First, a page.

Verdict: Exposure X can create some beautiful analog effects and with a good deal of control and subtlety, and the addition of standalone operation, photo management and non-destructive editing elevate this program into a full-power editor. It’s not cheap, though, and the browsing tools, while effective, are relatively basic. Rating: 4 stars

The further digital imaging technology advances in resolution, fidelity and speed, the more photographers seem to miss the randomness, fragility and emotion of analog film.

But the traditional analog workflow is difficult and unreliable, so most of us are happy to accept a compromise – a digital workflow that simulates the randomness of film.

That’s where Alien Skin Exposure X comes in. Like Google’s Analog Efex Pro and DxO FilmPack, it takes regular digital images and adds grain, dust, scratches, lens flare, corner shading, vignetting, fading and practically every other film flaw you can think of to breath analog life into your images.

Exposure is no newcomer to this market – it’s actually been around for ten years now. Parent company Alien Skin might not be one of the highest-profile names in the digital imaging industry today, but it goes back a long way – many designers will remember it for its famous Eye Candy plug-in, now up to version 7. Alien Skin makes other photography tools besides Exposure X, too, notably Snap Art (painterly effects for your photos) and Blow Up (enlargements without artefacts).

What’s new in Exposure X

Exposure has always offered subtle and carefully crafted simulations of classic films and processing techniques, but Exposure X takes a big step forward with new standalone and file browsing capabilities. You can still use Exposure X as a plug-in with Photoshop and Lightroom, but you can also launch it as a separate program independent of any host application.

So let’s take a look at this first. Alien Skin plays heavily on Exposure X’s simplicity, speed and effectiveness as an image browsing tool and especially the fact that there’s no time-consuming import process.

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That’s because it’s a folder browsing tool like Adobe Bridge rather than a database app like Lightroom. It is fast at showing, sorting and filtering the contents of folders, and if a simple folder-based filing system works for you, then this will tick all the boxes. Exposure does not support albums/collections, full metadata sets or whole-library searches in the way that Lightroom does, though, so it’s not really a direct competitor.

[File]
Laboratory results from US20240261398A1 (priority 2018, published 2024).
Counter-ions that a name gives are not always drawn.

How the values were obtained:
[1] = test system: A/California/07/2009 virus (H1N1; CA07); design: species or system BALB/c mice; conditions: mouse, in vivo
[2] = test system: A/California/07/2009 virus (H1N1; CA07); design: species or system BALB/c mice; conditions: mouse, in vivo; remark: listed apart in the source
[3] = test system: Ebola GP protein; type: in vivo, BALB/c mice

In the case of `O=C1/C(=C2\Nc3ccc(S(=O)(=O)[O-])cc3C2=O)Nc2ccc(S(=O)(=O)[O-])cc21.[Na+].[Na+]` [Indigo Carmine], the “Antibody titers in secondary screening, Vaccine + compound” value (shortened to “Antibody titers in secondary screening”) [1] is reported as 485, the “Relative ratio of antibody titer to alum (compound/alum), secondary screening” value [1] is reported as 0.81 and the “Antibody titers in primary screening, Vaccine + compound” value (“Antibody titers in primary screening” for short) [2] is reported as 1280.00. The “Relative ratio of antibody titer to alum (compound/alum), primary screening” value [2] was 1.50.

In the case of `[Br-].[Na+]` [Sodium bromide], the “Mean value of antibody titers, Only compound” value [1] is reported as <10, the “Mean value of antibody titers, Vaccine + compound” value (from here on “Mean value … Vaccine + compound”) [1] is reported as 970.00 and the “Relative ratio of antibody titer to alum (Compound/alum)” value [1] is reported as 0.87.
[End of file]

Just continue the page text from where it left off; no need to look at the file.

But although Exposure X’s ambitions are simpler, it does work pretty well. You can flag photos, add ratings and colour labels, and then use a filter bar at the bottom of the screen to isolate specific images.

You can’t create virtual copies in the way that you can in Lightroom, DxO Optics Pro or Capture One, but Exposure X’s adjustments are non-destructive. The original image is never altered and your changes are stored as sidecar metadata in the same folder as the photo. You can go back at any time and change your settings and, if you want a permanent version of the edited picture, you can export it to produce a new file alongside the original.

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This is how the standalone version works, at least. The plug-in works in the normal way, saving an edited TIFF or JPEG image back to the host application.

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In plug-in mode, Exposure X works in the same way as it does in standalone mode, except that there’s no Folders panel on the left. Usefully, you can open multiple images at a time and apply the same effects to all of them before saving them back to the host application.

Exposure X analog effects

Exposure X follows a now familiar format for effects software, offering a wide selection of preset effects you can apply with a single click, but each of which is created using a stack of manual adjustment tools.

You can start from a preset effect close to the ‘look’ you want, displayed in a panel on the left side of the screen, and then use the manual tools in the panel on the right to tweak it to your liking. Or you can start from scratch and use these manual tools to construct the analog effect you’re looking for – and save it as a preset of your own for re-use in the future.